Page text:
Issue Date: August 20, 2012
Brain’s Circulatory System Clears Waste
A previously unobserved system of channels surrounding brain blood vessels pumps cerebrospinal fluid (CSF) throughout the brain, delivers nutrients, and removes waste—including amyloid-β, the protein whose buildup in the brain is a hallmark of Alzheimer’s disease (Sci. Transl. Med., DOI: 10.1126/scitranslmed.3003748). The work, from Maiken Nedergaard and Jeffrey J. Iliff at the University of Rochester Medical Center and their colleagues, suggests that this long-suspected, but now verified, system holds Alzheimer’s pathology clues and could be harnessed for potential treatments. Modern two-photon microscopy made the research possible, because the circulation is observable only in live animals. The group injected fluorescent dyes into both the blood and CSF systems in live mice. They then observed in real time the flow of CSF into and out of the brain through channels. These channels are composed of parts of workhorse glial cells, which form a sheath around blood vessels. CSF travels along these pathways, then seeps throughout the brain through water channels known as aquaporin-4, then backs out along draining veins. The solute-clearing ability of genetically engineered mice lacking aquaporin-4 dropped by 70%, as did their ability to clear amyloid-β.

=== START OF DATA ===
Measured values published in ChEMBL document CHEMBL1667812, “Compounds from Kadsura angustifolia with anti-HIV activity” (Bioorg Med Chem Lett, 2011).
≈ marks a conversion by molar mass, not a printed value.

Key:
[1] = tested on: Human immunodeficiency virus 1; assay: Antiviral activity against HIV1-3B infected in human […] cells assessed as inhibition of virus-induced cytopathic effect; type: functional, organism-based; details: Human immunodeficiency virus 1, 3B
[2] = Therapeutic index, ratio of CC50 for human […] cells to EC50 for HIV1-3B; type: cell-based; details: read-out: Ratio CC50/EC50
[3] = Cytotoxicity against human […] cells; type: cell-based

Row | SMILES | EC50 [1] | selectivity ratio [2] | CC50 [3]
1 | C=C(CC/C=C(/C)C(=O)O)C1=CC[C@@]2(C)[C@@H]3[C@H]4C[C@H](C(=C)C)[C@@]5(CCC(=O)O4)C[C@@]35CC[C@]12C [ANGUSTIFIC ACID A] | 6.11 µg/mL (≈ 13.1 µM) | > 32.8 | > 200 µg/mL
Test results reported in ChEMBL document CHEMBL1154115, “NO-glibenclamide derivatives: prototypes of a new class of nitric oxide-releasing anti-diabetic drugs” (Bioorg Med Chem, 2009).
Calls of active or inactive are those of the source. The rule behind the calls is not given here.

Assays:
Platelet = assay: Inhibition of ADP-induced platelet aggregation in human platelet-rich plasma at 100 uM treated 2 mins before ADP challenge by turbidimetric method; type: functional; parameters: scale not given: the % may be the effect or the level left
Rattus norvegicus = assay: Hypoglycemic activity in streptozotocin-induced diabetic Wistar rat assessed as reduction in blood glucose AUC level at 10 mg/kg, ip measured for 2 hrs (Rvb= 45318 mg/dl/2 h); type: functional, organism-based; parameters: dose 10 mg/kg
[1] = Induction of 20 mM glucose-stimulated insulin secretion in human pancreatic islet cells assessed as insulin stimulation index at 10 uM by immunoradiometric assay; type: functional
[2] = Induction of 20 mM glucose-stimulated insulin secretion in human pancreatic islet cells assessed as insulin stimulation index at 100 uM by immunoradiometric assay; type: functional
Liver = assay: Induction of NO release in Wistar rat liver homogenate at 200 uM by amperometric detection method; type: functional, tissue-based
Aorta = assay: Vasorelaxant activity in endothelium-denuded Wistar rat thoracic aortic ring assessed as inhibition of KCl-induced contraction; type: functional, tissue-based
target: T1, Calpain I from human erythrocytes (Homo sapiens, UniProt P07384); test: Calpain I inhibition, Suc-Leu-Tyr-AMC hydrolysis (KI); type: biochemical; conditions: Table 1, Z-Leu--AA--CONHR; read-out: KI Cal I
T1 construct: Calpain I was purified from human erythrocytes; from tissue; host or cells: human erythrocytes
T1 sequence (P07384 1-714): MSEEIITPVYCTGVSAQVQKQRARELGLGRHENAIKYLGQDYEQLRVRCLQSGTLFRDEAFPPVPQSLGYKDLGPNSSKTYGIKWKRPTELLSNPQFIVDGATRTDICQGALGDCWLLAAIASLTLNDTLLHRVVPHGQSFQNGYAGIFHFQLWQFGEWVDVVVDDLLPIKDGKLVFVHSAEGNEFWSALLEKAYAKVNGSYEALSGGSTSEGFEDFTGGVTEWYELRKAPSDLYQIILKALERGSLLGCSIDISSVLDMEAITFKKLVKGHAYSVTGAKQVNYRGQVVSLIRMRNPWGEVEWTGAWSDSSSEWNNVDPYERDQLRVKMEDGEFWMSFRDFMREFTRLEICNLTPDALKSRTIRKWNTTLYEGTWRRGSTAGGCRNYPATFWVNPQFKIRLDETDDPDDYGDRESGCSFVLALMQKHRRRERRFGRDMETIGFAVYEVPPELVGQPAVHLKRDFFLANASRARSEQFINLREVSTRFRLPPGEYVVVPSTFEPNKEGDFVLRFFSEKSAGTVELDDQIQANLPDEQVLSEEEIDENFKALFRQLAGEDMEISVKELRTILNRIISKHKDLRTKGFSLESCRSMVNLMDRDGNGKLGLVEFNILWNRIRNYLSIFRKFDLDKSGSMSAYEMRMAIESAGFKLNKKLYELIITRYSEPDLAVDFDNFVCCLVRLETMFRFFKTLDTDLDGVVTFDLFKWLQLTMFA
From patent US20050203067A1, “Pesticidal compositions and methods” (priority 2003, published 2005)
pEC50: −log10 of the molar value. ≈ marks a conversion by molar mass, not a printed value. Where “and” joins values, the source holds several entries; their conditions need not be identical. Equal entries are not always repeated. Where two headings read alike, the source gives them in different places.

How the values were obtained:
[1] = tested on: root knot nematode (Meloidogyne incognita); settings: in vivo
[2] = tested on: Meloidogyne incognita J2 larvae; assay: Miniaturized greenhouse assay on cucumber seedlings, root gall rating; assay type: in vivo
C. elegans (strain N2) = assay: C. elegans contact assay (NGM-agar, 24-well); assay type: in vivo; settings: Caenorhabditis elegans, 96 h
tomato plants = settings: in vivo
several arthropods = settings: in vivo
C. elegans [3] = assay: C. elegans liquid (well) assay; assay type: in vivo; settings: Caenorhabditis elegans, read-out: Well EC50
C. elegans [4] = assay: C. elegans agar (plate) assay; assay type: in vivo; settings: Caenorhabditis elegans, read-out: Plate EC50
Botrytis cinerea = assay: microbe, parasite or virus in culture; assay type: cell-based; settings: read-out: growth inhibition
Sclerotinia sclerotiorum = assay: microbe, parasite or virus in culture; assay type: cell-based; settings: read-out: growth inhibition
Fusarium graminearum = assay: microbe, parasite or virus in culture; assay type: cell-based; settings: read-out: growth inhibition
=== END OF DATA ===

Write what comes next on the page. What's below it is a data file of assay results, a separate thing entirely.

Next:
- Chemical & Engineering News
- ISSN 0009-2347
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